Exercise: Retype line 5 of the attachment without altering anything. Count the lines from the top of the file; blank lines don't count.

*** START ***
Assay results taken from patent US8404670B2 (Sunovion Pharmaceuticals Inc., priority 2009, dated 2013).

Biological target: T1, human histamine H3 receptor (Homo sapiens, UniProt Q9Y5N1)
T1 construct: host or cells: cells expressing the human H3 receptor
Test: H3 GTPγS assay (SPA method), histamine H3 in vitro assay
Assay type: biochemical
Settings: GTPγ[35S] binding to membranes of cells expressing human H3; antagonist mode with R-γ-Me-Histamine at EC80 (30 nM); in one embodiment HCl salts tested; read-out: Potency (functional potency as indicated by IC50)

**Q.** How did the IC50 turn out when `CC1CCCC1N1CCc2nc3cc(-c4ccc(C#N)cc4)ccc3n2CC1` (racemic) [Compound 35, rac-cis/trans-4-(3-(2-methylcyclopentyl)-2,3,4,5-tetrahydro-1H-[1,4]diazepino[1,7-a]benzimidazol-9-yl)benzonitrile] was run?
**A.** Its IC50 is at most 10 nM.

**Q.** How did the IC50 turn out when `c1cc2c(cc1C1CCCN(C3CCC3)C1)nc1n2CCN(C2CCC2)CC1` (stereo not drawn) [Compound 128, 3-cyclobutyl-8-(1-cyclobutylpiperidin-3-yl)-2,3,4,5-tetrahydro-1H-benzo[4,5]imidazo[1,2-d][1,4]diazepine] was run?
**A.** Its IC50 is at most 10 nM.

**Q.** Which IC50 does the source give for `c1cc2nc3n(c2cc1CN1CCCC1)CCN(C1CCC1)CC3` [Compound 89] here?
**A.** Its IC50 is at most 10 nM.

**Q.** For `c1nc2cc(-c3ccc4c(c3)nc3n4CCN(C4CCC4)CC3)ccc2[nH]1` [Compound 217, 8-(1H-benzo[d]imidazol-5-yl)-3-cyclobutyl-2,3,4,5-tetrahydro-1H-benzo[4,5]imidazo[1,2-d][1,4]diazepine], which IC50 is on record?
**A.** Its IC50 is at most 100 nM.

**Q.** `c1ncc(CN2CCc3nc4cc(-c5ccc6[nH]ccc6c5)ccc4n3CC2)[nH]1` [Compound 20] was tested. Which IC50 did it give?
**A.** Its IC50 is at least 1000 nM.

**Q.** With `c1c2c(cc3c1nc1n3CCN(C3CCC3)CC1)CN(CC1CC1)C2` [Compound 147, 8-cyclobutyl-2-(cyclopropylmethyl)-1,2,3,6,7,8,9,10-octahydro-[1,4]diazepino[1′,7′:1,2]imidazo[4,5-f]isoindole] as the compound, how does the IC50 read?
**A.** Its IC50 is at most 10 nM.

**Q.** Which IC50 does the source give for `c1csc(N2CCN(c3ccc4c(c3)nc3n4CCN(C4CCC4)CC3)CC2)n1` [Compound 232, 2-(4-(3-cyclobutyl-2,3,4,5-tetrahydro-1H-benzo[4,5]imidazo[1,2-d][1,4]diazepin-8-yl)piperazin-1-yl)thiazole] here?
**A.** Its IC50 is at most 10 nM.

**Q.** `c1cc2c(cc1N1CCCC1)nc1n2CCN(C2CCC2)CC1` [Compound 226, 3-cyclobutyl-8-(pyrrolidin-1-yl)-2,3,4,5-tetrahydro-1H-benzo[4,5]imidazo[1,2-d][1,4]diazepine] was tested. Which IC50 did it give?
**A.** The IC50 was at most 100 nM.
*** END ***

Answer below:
Assay type: biochemical